From Publishers Weekly
As a fresh face in the hard-boiled crime fiction sweepstakes, Green (Shooting Dr. Jack) is carving out a niche for himself with his piercing portraits of men trapped by their tainted pasts. Green's new hero, Silvano Iurata, is a Vietnam vet and a Buddhist who has returned to his native Brooklyn. He knows that he should not have come back home, since his mob-connected family has it in for him, but he has to find his brother, Noonie, who has mysteriously disappeared. He haunts the seedy hotels, dark alleys, dives and flophouses of the borough, drifting from one false lead to the next, deciphering double-crosses and dodging bullets, fists and romance. His relatives hold a number of grudges, both real and imagined, against him. Uncle Angelo, a genuine mobster out of central casting, believes Silvano is untrustworthy and spills family secrets. Little Dom, Silvano's cousin, wants him dead for a series of slights going back to their teen years. While Green lacks the clever wordplay of Elmore Leonard or the brooding explosiveness of Joe Connelly and George Pelacanos, he gets off some hilarious bits of dialogue, sudden bursts of manic action and sharp tongue-in-cheek descriptions. The mystery of his brother's disappearance loses some of its urgency, but Silvano's journey is no less gripping. At first glance, he may seem like the usual noir hero at war with himself, but Green taps into something larger with his subtle pronouncements about family curses, bad choices, lost souls, mindless violence and redemption. This sophomore effort cements his place in the upper echelons of neo-noir.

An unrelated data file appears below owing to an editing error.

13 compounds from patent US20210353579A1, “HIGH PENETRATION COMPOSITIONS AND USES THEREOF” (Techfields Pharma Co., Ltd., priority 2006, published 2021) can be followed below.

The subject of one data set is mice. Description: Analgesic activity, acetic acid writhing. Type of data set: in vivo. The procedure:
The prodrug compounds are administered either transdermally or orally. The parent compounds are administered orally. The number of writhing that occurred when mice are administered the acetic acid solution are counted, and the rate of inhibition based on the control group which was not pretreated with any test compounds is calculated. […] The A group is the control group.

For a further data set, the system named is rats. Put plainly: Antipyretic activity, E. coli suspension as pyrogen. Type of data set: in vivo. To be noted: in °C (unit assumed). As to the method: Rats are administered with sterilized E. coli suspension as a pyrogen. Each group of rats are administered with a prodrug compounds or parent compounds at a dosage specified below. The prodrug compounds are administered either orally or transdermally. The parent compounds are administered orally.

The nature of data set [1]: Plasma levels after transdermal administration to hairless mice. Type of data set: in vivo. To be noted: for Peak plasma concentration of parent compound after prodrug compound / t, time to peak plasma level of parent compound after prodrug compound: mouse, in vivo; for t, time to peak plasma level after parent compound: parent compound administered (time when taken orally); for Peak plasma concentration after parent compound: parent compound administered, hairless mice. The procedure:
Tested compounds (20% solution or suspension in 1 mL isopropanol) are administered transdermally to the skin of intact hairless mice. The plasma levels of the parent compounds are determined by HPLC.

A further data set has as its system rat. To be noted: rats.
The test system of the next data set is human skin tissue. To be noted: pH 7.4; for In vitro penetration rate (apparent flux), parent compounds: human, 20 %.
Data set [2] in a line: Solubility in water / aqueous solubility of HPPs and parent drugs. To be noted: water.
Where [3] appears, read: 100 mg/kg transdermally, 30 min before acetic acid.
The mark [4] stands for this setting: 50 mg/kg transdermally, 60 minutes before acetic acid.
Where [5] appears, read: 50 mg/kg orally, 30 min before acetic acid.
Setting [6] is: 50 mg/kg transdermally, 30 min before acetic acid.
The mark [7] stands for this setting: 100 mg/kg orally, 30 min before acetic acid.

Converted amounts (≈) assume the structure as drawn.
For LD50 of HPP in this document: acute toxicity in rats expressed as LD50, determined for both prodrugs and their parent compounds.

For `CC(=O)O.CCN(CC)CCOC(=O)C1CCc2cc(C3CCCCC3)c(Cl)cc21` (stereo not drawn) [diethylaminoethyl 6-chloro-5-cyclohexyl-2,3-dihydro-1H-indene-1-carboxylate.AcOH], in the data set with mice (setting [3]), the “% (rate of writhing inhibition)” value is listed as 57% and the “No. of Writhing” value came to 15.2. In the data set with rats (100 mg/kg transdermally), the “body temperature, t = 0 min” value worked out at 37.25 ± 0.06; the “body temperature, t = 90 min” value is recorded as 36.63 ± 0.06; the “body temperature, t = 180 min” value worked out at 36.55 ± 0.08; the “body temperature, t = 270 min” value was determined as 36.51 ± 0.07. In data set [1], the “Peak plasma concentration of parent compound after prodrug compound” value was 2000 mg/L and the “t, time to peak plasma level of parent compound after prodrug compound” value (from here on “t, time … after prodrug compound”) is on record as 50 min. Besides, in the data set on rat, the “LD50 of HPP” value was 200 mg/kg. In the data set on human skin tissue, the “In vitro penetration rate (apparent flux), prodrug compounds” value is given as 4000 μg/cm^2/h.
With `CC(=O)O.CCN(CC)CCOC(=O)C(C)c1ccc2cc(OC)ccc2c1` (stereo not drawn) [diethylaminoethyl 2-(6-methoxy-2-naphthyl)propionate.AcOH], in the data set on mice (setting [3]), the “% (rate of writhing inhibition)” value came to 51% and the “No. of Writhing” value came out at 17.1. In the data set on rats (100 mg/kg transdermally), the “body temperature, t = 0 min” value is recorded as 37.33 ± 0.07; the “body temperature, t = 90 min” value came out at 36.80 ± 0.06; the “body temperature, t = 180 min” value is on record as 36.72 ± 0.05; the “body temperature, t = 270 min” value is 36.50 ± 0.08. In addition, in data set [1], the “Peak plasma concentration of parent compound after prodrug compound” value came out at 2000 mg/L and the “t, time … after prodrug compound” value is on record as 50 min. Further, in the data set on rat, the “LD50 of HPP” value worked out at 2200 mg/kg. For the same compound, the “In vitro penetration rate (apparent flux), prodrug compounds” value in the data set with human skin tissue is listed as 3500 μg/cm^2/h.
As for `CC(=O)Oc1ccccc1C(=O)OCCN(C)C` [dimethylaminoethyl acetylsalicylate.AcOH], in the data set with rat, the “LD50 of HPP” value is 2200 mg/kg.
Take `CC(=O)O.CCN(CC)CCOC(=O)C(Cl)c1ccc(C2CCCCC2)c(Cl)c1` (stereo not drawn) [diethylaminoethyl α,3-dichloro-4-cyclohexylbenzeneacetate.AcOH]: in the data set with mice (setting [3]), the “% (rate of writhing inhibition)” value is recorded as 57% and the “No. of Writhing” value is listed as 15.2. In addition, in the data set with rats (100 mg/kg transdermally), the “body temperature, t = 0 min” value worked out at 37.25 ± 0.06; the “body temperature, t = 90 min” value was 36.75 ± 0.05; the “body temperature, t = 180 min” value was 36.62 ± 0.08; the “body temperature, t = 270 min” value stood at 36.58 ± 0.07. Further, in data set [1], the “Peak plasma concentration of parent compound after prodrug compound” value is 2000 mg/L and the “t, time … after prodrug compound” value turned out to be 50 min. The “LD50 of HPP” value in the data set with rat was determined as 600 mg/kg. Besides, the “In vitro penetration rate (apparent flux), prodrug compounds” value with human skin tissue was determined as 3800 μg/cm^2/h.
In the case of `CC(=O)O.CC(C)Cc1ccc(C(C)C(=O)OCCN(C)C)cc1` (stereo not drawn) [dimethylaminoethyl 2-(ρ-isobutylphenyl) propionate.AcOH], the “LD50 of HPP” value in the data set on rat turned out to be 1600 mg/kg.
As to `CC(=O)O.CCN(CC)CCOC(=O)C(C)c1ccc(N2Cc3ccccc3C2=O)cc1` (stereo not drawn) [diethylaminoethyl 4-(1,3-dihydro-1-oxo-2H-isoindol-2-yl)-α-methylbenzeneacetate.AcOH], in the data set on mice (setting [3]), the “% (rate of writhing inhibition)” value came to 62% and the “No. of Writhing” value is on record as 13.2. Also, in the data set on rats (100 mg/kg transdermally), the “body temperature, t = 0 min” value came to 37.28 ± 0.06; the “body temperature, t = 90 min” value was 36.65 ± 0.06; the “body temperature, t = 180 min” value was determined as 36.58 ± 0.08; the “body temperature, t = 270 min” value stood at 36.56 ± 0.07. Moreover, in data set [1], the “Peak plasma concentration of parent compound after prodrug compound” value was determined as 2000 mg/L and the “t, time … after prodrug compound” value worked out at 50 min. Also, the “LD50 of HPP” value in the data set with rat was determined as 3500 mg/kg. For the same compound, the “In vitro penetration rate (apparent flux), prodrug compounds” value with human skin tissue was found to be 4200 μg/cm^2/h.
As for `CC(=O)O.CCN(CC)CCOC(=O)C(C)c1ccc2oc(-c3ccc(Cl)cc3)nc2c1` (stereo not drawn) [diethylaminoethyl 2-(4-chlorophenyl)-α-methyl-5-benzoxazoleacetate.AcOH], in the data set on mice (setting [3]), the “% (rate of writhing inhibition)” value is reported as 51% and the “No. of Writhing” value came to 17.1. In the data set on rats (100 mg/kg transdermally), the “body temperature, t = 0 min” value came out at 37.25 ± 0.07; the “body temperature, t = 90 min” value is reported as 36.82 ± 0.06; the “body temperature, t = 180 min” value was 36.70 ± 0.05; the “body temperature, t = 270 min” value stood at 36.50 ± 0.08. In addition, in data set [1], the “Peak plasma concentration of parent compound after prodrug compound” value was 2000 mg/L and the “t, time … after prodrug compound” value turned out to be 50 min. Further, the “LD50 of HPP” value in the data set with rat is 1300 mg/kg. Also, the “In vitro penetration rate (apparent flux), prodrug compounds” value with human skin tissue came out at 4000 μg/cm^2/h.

Copyright 2003 Reed Business Information, Inc.
About the Author
Norman Green reports this about himself: "I have always been careful, as Mark Twain advised, not to let schooling interfere with my education. Too careful, maybe. I have been, at various times, a truck driver, a construction worker, a project engineer, a factory rep, and a plant engineer, but never, until now, a writer." He lives in Emerson, New Jersey, with his wife, and is hard at work on his second novel.